week 31, 2022

Testing Code That is Difficult to Test (With Perl)

Code that performs side effects is difficult to test because we need figure out how to sandbox the effects so we can observe the state of the sandbox before and after executing the effectful code. The difficulty is increased when the side effectful code also depends on specific OS configurations. Let us explore my solution to such a predicament.

Source: Testing Code That is Difficult to Test (With Perl), an article by Nicholas Hubbard.

The tools I use to build my website

Every so often I get an email from someone starting out in web development who asks something along these lines: “What do you use to create your website, Do you use a Content Management System? What theme do you use?”

I generally reply with a brief response, saying how I like to keep it simple: I use my text editor to write Markdown files, test locally using the Jekyll static site generator, and then push them live to GitHub Pages using a Git tool. I don’t use a fancy “theme”, just a simple layout I created using a few dozen lines of HTML and CSS.

Source: The tools I use to build my website, an article by Ben Hoyt.

Semantic Networks

A semantic network or net is a graph structure for representing knowledge in patterns of interconnected nodes and arcs. Computer implementations of semantic networks were first developed for artificial intelligence and machine translation, but earlier versions have long been used in philosophy, psychology, and linguistics. The Giant Global Graph of the Semantic Web is a large semantic network (Berners-Lee et al. 2001; Hendler & van Harmelen 2008).

Source: Semantic Networks, an article by John F. Sowa.

Worst practices #5 through #1

Every so often, you see code that someone else has written—or code that you wrote—and smack your head in wonder, disbelief, and dismay.

My previous article, “Ten Java coding antipatterns to avoid: Worst practices #10 through #6,” explores five of those antipatterns. I’ll conclude the discussion here with the final five worst practices, plus a bonus.

I’ll reiterate what I wrote in the previous article’s introduction: You should avoid these worst practices—and eliminate them when you maintain or refactor existing code. And, of course, resolve them if you see these issues during a code review.

Source: Ten Java coding antipatterns to avoid: Worst practices #5 through #1, an article by Ian Darwin.

How Kubernetes Reinvented Virtual Machines (in a good sense)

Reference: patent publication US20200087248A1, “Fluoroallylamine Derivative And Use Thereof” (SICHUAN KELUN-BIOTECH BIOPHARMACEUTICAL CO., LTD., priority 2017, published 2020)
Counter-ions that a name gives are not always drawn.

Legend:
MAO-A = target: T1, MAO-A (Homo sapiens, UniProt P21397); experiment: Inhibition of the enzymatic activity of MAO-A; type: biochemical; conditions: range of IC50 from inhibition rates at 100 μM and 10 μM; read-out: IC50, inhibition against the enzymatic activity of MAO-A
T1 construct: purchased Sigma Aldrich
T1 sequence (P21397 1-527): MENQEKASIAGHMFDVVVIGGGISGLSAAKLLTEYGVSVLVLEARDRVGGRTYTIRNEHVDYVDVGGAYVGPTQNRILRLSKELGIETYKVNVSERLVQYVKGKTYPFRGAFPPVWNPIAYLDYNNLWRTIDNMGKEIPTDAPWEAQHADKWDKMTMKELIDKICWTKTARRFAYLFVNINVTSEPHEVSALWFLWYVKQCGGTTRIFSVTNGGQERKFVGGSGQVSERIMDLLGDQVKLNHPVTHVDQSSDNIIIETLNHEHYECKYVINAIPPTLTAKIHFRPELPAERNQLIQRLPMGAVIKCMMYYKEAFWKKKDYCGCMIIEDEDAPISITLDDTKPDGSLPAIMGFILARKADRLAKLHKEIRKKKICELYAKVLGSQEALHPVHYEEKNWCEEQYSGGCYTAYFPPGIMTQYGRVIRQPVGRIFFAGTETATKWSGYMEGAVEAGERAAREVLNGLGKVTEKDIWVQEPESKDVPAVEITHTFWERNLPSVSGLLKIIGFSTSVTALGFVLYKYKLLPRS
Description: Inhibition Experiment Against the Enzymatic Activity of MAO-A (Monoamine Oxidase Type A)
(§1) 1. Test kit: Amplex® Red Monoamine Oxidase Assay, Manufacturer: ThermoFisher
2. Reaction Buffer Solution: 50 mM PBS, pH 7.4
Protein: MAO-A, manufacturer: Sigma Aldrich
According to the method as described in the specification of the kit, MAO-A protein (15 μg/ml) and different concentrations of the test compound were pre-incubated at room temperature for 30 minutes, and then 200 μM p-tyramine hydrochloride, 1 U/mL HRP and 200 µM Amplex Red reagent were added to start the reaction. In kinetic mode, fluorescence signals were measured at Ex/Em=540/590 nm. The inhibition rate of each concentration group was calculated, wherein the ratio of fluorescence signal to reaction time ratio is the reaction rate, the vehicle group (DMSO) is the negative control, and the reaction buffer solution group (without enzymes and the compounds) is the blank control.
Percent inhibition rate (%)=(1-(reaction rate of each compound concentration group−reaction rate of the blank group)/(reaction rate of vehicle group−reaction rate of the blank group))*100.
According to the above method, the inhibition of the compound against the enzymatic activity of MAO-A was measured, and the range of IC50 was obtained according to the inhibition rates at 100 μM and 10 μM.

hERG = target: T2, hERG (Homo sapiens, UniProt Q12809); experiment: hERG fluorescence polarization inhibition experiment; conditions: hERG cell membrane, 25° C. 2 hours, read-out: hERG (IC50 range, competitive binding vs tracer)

There are lots of posts trying to show how simple it is to get started with Kubernetes. But many of these posts use complicated Kubernetes jargon for that, so even those with some prior server-side knowledge might be bewildered. Let me try something different here. Instead of explaining one unfamiliar matter (how to run a web service in Kubernetes?) with another (you just need a manifest, with three sidecars and a bunch of gobbledygook), I'll try to reveal how Kubernetes is actually a natural development of the good old deployment techniques.

Source: How Kubernetes Reinvented Virtual Machines (in a good sense), an article by Ivan Velichko.

I've long been an enthusiastic user of print based debugging, although I did eventually realize that I reach for a debugger when dealing with certain sorts of bugs. But print based debugging is eternally controversial, with any number of people ready to tell you that you should use a debugger instead and that you're missing out by not doing so. Recently I had a thought about that and how it interacts with how much programming people do.

Source: Print based debugging and infrequent developers, an article by Chris Siebenmann.

Running Linux microVMs on macOS (M1/M2)

Sometimes, while working on macOS, you may find the need to test something quick on Linux, or use some utility that's only available on this OS. But, of course, you don't want to go through all the process of creating the VM from scratch.

The good news is, you don't need to! Using krunvm you can create and start a microVM from a regular container image (that is, an OCI image), in just two commands and a couple of seconds.

Source: Running Linux microVMs on macOS (M1/M2), an article by Sergio López.